My private theory on why nearly every person admitted to Columbia Law School in August was female is that the admissions office belatedly realized the gender imbalance and tried to correct it at the last minute with the waiting list admits. So, for what may be the first time in my life, I am an affirmative action beneficiary, and I'm gratified to see my support for the policy finally pay off.
Even for those who think that race-based affirmative action is unconstitutional, this isn't a problem. First, as a private university Columbia is not a state actor; second, and more importantly, the 14th Amendment is not interpreted to require gender equality to the degree that it is perceived to require racial equality. Of course, the 14th says nothing about either race or gender, but the popular reading is to sort of mush the 15th Amendment into the 14th, so that if you squint hard enough, it becomes "No State shall [... blah blah... ] equal protection of the laws on account of race, color, or previous condition of servitude."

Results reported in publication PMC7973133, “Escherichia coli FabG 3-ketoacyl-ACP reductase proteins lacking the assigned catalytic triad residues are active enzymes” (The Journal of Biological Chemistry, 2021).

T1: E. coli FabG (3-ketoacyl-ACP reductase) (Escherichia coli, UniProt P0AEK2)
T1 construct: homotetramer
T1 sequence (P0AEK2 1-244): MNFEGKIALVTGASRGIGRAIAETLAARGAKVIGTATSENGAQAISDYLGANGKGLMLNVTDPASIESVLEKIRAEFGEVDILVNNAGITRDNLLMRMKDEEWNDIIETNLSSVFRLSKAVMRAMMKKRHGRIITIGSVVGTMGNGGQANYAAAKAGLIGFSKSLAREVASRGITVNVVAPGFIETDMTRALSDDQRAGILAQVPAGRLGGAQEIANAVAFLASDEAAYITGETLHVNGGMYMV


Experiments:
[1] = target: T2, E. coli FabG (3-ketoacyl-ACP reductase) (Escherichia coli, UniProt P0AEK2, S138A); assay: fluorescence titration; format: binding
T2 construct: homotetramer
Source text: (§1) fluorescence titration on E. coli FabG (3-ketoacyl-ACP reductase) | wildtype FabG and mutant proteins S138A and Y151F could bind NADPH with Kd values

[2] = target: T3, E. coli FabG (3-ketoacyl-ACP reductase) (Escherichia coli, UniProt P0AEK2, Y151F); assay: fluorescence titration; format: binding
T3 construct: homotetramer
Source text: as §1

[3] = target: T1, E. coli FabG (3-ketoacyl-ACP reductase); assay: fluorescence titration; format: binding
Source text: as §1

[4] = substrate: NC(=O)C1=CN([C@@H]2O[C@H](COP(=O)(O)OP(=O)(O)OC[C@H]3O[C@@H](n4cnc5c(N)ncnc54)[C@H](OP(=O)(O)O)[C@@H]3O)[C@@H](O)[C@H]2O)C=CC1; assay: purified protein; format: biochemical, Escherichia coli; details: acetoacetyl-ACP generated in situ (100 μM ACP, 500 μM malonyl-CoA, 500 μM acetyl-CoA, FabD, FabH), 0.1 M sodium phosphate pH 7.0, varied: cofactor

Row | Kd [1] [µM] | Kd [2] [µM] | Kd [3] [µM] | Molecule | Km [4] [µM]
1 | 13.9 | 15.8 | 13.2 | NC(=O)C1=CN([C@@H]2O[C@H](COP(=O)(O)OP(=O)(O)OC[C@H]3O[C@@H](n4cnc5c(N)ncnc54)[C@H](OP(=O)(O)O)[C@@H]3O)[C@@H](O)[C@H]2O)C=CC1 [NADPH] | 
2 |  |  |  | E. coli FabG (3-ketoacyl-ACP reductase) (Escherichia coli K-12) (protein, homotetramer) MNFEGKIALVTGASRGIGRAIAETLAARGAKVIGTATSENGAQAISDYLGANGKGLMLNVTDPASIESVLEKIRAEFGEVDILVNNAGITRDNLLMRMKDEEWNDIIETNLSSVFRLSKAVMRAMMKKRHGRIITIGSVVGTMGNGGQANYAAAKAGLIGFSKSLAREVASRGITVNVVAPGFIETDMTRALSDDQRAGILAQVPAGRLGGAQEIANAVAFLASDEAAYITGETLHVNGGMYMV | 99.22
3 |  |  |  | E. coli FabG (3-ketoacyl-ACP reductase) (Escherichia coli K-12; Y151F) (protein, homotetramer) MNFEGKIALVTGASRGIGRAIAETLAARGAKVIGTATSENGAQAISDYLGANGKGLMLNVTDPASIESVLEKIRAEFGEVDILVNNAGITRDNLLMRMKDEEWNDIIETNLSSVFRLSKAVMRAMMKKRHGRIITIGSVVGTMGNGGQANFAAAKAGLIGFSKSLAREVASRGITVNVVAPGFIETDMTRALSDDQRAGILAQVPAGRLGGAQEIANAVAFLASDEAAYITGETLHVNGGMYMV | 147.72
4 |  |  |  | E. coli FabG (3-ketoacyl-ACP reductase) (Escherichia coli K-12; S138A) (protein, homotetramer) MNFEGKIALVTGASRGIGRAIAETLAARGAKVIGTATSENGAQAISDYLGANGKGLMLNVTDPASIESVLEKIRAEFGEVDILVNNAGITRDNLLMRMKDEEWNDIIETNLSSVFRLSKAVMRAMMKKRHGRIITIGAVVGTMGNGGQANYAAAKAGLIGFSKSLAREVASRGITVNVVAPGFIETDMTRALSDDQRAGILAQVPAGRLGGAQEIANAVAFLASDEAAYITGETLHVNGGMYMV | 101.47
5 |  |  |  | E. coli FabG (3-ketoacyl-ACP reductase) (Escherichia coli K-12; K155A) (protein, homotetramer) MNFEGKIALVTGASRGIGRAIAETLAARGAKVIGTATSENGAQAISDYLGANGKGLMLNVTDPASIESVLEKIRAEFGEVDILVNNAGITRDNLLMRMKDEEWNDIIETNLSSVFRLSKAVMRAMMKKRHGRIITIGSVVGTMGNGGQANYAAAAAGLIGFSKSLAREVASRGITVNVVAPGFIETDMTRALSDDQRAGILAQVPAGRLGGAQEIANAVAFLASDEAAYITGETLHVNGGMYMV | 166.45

What I've been wondering about for some time is why we don't use a similar reading that would squash the 19th Amendment into the 14th as well. After all, the 15th and 19th have the exact same text, except where the former says, "on account of race, color, or previous condition of servitude," the latter says, "on account of sex." Using the same strict scrutiny for gender that we use for race could create upsets everywhere, from forcing women into Selective Service registration to making the legal recognition of same-sex unions constitutionally necessary.
Who needs the Equal Rights Amendment when we have the 14th plus the 19th?